By Olly Margry, owner of Himalayan Footsteps www.himalayanfootsteps.com.
Trekking among the world’s tallest peaks is an adventure that every person should experience, the ultimate entry on the ‘bucket list.’ Derived from Himal, the Nepali word for mountain, The Himalayas have attracted some of the UK’s most intrepid adventurers since Sir George Everest first set foot on the great mountain in 1865. But you don’t have to be an Edmond Hilary or Chris Bonnington to enjoy these heavenly peaks. The Himalayas offer even the most novice trekker a limitless choice of safe mountain routes, with views to die for, and memories that will last a life time.
Here is everything you’ll need to know about preparing for your trip, and staying safe when you get there. Our twenty top tips for the ultimate Himalayan adventure.
1. Find out, fit In
Before you depart, find out about your destination. Buy a guidebook and a dictionary and learn as much as you can.
2. Physical conditioning
Fitness is key to maintaining health and to prevent exhaustion or injury. Start an exercise regime four to six months before your trek. Ideally go hill walking with your backpack and boots. Work the muscles you’ll need when you’re out there!
3. Visit Your GP
Ask your doctor which immunisations you’ll need. We’d also recommend a health M.O.T before you depart just to be on the safe side.
4. Spare Photos
Take a minimum of 4 spare passport photos with you. You’ll need them for trekking permits, Trekkers’ Management Information System (TIMS), visas, and sightseeing permits when you’re out there.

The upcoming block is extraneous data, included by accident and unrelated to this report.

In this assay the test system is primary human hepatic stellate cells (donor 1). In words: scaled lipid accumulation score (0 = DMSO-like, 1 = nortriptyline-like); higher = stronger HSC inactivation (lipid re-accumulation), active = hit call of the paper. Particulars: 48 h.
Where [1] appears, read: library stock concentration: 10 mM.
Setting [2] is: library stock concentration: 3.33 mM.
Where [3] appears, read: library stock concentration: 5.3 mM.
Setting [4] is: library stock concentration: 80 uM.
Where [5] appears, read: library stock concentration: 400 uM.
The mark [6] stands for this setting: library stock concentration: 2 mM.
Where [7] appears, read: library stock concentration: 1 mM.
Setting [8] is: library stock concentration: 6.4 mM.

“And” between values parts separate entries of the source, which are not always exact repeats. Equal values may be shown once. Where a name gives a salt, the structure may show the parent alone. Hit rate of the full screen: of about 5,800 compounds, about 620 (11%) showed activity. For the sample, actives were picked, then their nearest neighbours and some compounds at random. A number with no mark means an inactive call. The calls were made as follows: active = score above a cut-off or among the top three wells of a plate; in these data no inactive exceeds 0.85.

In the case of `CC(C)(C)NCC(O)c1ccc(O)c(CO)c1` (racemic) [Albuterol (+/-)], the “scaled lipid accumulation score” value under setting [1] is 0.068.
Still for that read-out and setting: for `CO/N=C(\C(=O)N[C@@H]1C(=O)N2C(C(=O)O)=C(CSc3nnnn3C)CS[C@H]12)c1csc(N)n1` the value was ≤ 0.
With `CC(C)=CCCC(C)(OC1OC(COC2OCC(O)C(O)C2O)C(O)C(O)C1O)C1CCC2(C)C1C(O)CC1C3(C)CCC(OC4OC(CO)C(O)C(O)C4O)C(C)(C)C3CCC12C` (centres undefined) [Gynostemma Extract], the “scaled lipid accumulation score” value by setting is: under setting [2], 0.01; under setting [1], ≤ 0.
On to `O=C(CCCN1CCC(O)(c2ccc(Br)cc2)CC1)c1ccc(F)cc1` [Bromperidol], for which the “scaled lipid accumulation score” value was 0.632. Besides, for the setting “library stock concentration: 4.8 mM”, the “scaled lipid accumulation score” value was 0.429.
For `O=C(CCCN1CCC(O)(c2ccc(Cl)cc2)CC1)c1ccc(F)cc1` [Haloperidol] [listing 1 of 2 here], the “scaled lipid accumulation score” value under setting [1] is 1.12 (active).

5. Money makes the world go round
When trekking always carry cash and take more than you need. Also try not to keep it all in one bag. In emergencies, money can be transferred out to Nepal, India and Tibet within minutes via Western Union (www.westernunion.co.uk)
6. Don’t Pack Too Much
For a more comfortable trek (and to help the porters) luggage should be kept to a maximum of 15kg (33lbs).
7. Those boots are made for walking!
Buy a pair of sturdy, light weight, well fitting walking boots that provide ankle support. Walk your news boots in at least 4 weeks before your trek starts to prevent blisters.
8. Take two
A big rucksack is needed for the bulk of your baggage, approx 65 litres. Also take a smaller ‘day-sack’ for your personal belongings, approx 35 litres.
9. Try Before You Buy
Always try on new rucksacks in the shop. Make sure they are weighted and adjust the straps. Remember the lighter and more compact the gear, the smaller the rucksack you’ll need, and the more comfortable your trek will be.
10. Sleeping Bag
Not all lodges have enough blankets! Take you own sleeping bag with liner and foam roll mat.
11. Sun Cream and Lip Balm
High factor sun block is necessary to protect you from the strong UV rays at higher altitudes.
12. Comfy Shoes
At the end of a day’s trekking it is good to get out of your walking boots and let your feet breathe in a pair of comfy trainers or flip flops. Just warn your friends before you do so.
13. Prevention is the best cure
Wash your hands, stick to bottled mineral water or water you have treated with iodine. Do not drink tap water under any circumstances. Also avoid salads, ice, fruits, open air sweets, shell fish, and ice cream when in the hotel.